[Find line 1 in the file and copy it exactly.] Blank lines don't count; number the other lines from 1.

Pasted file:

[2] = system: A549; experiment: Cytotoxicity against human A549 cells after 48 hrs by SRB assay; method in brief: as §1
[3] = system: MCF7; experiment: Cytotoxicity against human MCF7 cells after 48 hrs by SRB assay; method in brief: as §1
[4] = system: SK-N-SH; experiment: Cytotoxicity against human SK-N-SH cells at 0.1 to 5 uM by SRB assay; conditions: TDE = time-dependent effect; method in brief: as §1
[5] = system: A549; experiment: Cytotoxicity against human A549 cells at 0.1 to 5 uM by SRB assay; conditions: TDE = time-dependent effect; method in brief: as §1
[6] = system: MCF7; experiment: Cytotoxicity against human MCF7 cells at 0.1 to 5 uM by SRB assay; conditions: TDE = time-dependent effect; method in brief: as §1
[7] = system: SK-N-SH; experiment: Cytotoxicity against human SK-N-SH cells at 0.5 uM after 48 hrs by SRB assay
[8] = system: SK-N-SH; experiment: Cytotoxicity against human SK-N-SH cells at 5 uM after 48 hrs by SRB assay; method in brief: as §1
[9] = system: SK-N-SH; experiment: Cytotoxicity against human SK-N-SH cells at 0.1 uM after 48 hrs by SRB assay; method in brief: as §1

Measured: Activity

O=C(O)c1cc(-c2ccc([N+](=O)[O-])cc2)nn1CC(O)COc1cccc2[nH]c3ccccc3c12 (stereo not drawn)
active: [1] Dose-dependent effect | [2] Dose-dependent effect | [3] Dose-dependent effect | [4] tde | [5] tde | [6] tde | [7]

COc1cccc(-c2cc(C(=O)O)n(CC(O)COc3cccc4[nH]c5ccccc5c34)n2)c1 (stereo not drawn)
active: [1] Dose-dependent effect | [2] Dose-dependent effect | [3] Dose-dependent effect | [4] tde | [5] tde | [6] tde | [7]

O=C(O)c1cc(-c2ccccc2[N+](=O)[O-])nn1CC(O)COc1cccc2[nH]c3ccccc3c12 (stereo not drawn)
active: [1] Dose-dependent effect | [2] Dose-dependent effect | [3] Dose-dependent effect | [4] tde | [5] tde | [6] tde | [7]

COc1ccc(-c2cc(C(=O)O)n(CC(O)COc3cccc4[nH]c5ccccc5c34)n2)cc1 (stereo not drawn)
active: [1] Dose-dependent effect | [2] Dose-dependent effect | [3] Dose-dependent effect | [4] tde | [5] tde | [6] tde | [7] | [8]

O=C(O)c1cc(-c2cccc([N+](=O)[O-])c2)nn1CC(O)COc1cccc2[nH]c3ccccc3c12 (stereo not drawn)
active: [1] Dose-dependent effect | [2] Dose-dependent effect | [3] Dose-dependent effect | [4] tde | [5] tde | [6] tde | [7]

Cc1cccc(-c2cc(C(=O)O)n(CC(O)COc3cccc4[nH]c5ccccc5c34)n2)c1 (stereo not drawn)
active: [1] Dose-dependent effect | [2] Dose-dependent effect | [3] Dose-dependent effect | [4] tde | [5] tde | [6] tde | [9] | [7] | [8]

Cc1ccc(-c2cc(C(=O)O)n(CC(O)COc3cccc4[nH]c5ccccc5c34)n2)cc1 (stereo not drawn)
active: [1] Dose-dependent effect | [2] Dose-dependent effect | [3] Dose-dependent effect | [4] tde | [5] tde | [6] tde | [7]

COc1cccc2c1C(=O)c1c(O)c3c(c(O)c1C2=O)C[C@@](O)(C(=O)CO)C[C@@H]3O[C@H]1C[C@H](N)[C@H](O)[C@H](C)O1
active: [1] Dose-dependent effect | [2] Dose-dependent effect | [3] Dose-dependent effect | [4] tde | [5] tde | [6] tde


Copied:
[2] = system: A549; experiment: Cytotoxicity against human A549 cells after 48 hrs by SRB assay; method in brief: as §1